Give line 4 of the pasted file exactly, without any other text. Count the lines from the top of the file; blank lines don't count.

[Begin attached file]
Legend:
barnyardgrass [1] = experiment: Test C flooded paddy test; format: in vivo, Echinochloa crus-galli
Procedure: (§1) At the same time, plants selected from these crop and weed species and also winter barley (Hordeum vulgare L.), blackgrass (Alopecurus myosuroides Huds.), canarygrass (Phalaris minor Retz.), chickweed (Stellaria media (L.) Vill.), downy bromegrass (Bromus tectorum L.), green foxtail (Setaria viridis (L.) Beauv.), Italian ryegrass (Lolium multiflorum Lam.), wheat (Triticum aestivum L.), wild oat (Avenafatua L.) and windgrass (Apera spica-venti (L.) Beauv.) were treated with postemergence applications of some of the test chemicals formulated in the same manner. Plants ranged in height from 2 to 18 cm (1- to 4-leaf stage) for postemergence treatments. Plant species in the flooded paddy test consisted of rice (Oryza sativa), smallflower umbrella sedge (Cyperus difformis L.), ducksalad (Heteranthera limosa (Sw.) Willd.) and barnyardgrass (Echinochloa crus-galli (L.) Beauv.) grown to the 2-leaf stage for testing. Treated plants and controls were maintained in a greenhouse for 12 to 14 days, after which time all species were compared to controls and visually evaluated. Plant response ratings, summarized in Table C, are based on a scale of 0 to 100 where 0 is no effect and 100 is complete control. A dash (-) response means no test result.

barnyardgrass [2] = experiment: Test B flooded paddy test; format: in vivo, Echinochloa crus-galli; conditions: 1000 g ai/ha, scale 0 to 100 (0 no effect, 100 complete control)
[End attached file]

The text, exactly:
barnyardgrass [2] = experiment: Test B flooded paddy test; format: in vivo, Echinochloa crus-galli; conditions: 1000 g ai/ha, scale 0 to 100 (0 no effect, 100 complete control)